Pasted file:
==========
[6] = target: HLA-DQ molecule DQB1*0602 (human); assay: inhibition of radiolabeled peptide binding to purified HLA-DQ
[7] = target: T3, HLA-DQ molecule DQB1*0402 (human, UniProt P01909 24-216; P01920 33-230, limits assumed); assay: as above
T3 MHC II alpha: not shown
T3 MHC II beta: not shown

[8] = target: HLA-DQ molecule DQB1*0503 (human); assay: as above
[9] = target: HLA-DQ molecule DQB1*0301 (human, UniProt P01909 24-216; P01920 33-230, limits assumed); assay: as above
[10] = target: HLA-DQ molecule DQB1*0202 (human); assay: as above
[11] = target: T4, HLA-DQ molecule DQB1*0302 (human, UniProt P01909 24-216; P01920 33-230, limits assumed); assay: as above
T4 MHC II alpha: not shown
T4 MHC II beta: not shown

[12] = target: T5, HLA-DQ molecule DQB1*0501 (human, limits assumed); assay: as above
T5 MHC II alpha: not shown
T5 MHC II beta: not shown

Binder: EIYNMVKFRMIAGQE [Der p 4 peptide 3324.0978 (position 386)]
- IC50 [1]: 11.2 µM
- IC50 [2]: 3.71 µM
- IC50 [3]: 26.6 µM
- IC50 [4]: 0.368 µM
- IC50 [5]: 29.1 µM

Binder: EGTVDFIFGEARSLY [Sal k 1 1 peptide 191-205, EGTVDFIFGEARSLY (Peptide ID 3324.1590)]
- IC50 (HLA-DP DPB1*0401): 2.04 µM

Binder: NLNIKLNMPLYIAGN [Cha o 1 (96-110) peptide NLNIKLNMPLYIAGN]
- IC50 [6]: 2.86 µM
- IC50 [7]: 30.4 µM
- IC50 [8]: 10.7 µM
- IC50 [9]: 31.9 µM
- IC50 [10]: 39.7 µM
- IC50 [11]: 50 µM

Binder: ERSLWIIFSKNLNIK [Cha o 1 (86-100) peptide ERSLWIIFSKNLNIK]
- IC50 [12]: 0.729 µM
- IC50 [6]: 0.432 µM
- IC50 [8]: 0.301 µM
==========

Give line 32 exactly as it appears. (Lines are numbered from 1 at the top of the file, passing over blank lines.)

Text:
- IC50 [8]: 0.301 µM